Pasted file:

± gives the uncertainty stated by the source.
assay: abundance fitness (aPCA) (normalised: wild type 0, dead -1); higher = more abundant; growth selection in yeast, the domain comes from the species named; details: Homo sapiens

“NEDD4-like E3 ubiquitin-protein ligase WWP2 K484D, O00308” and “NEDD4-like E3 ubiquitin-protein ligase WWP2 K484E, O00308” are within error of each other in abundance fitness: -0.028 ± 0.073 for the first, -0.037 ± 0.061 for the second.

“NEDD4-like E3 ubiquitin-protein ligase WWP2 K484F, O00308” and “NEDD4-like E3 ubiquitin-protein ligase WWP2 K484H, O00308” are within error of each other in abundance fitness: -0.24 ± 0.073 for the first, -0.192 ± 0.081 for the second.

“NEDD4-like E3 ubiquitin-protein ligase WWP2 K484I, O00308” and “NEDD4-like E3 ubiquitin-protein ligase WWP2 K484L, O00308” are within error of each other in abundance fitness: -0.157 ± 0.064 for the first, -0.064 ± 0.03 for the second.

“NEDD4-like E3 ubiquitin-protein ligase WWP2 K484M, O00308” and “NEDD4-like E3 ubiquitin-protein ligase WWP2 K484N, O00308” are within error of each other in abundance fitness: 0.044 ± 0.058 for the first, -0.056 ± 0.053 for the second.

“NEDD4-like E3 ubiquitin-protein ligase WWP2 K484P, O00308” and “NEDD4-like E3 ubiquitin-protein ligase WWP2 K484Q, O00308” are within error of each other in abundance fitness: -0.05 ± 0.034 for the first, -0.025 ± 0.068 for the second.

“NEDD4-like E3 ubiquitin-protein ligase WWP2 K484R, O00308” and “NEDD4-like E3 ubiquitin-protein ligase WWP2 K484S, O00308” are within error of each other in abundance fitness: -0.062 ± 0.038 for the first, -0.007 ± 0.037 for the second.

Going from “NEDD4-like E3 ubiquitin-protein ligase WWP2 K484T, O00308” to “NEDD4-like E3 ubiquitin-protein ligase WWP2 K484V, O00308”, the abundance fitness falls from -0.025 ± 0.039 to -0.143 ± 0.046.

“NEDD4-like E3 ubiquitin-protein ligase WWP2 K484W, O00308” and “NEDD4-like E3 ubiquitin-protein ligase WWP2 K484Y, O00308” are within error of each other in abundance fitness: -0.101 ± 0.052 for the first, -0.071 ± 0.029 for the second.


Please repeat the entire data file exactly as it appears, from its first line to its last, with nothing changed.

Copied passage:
± gives the uncertainty stated by the source.
assay: abundance fitness (aPCA) (normalised: wild type 0, dead -1); higher = more abundant; growth selection in yeast, the domain comes from the species named; details: Homo sapiens

“NEDD4-like E3 ubiquitin-protein ligase WWP2 K484D, O00308” and “NEDD4-like E3 ubiquitin-protein ligase WWP2 K484E, O00308” are within error of each other in abundance fitness: -0.028 ± 0.073 for the first, -0.037 ± 0.061 for the second.

“NEDD4-like E3 ubiquitin-protein ligase WWP2 K484F, O00308” and “NEDD4-like E3 ubiquitin-protein ligase WWP2 K484H, O00308” are within error of each other in abundance fitness: -0.24 ± 0.073 for the first, -0.192 ± 0.081 for the second.

“NEDD4-like E3 ubiquitin-protein ligase WWP2 K484I, O00308” and “NEDD4-like E3 ubiquitin-protein ligase WWP2 K484L, O00308” are within error of each other in abundance fitness: -0.157 ± 0.064 for the first, -0.064 ± 0.03 for the second.

“NEDD4-like E3 ubiquitin-protein ligase WWP2 K484M, O00308” and “NEDD4-like E3 ubiquitin-protein ligase WWP2 K484N, O00308” are within error of each other in abundance fitness: 0.044 ± 0.058 for the first, -0.056 ± 0.053 for the second.

“NEDD4-like E3 ubiquitin-protein ligase WWP2 K484P, O00308” and “NEDD4-like E3 ubiquitin-protein ligase WWP2 K484Q, O00308” are within error of each other in abundance fitness: -0.05 ± 0.034 for the first, -0.025 ± 0.068 for the second.

“NEDD4-like E3 ubiquitin-protein ligase WWP2 K484R, O00308” and “NEDD4-like E3 ubiquitin-protein ligase WWP2 K484S, O00308” are within error of each other in abundance fitness: -0.062 ± 0.038 for the first, -0.007 ± 0.037 for the second.

Going from “NEDD4-like E3 ubiquitin-protein ligase WWP2 K484T, O00308” to “NEDD4-like E3 ubiquitin-protein ligase WWP2 K484V, O00308”, the abundance fitness falls from -0.025 ± 0.039 to -0.143 ± 0.046.

“NEDD4-like E3 ubiquitin-protein ligase WWP2 K484W, O00308” and “NEDD4-like E3 ubiquitin-protein ligase WWP2 K484Y, O00308” are within error of each other in abundance fitness: -0.101 ± 0.052 for the first, -0.071 ± 0.029 for the second.